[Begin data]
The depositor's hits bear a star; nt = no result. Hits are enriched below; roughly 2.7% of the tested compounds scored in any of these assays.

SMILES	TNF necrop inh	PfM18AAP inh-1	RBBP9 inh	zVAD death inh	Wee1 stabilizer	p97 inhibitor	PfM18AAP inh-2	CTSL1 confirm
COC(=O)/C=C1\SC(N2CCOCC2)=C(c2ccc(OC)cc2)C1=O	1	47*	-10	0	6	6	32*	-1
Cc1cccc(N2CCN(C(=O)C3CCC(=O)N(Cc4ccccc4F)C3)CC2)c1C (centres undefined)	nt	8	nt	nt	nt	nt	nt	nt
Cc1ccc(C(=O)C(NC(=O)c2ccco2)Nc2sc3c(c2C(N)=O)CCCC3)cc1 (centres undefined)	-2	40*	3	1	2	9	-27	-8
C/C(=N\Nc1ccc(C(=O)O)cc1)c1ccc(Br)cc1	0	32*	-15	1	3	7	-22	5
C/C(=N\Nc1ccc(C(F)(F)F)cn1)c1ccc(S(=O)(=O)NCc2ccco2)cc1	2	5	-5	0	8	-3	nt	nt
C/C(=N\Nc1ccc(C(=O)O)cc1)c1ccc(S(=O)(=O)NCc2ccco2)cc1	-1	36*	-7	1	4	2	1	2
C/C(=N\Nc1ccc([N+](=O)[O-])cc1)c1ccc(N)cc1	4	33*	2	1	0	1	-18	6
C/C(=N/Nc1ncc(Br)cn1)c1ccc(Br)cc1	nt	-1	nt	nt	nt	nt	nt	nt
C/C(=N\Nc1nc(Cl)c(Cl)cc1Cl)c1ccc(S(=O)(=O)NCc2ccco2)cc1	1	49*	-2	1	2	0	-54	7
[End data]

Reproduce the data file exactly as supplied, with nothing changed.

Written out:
The depositor's hits bear a star; nt = no result. Hits are enriched below; roughly 2.7% of the tested compounds scored in any of these assays.

SMILES	TNF necrop inh	PfM18AAP inh-1	RBBP9 inh	zVAD death inh	Wee1 stabilizer	p97 inhibitor	PfM18AAP inh-2	CTSL1 confirm
COC(=O)/C=C1\SC(N2CCOCC2)=C(c2ccc(OC)cc2)C1=O	1	47*	-10	0	6	6	32*	-1
Cc1cccc(N2CCN(C(=O)C3CCC(=O)N(Cc4ccccc4F)C3)CC2)c1C (centres undefined)	nt	8	nt	nt	nt	nt	nt	nt
Cc1ccc(C(=O)C(NC(=O)c2ccco2)Nc2sc3c(c2C(N)=O)CCCC3)cc1 (centres undefined)	-2	40*	3	1	2	9	-27	-8
C/C(=N\Nc1ccc(C(=O)O)cc1)c1ccc(Br)cc1	0	32*	-15	1	3	7	-22	5
C/C(=N\Nc1ccc(C(F)(F)F)cn1)c1ccc(S(=O)(=O)NCc2ccco2)cc1	2	5	-5	0	8	-3	nt	nt
C/C(=N\Nc1ccc(C(=O)O)cc1)c1ccc(S(=O)(=O)NCc2ccco2)cc1	-1	36*	-7	1	4	2	1	2
C/C(=N\Nc1ccc([N+](=O)[O-])cc1)c1ccc(N)cc1	4	33*	2	1	0	1	-18	6
C/C(=N/Nc1ncc(Br)cn1)c1ccc(Br)cc1	nt	-1	nt	nt	nt	nt	nt	nt
C/C(=N\Nc1nc(Cl)c(Cl)cc1Cl)c1ccc(S(=O)(=O)NCc2ccco2)cc1	1	49*	-2	1	2	0	-54	7